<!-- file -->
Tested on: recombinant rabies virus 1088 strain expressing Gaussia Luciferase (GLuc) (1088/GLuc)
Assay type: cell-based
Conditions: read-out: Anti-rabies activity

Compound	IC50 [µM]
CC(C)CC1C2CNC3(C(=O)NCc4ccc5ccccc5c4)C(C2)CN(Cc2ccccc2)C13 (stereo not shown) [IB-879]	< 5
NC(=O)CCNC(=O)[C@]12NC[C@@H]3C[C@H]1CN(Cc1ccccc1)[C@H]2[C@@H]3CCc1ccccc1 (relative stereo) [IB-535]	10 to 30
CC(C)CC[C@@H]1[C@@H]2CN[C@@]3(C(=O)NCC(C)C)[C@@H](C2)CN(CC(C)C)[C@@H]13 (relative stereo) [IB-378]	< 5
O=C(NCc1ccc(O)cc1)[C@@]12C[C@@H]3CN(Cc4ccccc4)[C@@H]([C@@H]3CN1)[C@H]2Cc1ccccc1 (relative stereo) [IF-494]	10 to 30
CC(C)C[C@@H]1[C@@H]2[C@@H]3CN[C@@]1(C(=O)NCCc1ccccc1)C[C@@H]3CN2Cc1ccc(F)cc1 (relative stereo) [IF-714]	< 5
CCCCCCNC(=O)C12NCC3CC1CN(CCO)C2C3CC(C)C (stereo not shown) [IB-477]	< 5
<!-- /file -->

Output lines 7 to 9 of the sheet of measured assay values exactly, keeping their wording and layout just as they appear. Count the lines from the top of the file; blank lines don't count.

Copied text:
CC(C)CC[C@@H]1[C@@H]2CN[C@@]3(C(=O)NCC(C)C)[C@@H](C2)CN(CC(C)C)[C@@H]13 (relative stereo) [IB-378]	< 5
O=C(NCc1ccc(O)cc1)[C@@]12C[C@@H]3CN(Cc4ccccc4)[C@@H]([C@@H]3CN1)[C@H]2Cc1ccccc1 (relative stereo) [IF-494]	10 to 30
CC(C)C[C@@H]1[C@@H]2[C@@H]3CN[C@@]1(C(=O)NCCc1ccccc1)C[C@@H]3CN2Cc1ccc(F)cc1 (relative stereo) [IF-714]	< 5